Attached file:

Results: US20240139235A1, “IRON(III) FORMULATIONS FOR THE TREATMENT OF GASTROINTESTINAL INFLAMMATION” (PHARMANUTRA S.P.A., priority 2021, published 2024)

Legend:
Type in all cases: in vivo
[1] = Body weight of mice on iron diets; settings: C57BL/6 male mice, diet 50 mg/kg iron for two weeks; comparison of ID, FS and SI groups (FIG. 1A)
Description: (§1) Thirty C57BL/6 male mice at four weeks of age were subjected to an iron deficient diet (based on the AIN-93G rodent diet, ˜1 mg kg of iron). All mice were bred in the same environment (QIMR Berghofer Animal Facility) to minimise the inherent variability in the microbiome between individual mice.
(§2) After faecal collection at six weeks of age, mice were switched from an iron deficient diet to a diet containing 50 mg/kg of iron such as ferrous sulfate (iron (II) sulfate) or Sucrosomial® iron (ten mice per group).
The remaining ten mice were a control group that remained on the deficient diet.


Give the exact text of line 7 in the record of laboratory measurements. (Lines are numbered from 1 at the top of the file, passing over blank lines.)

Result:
The remaining ten mice were a control group that remained on the deficient diet.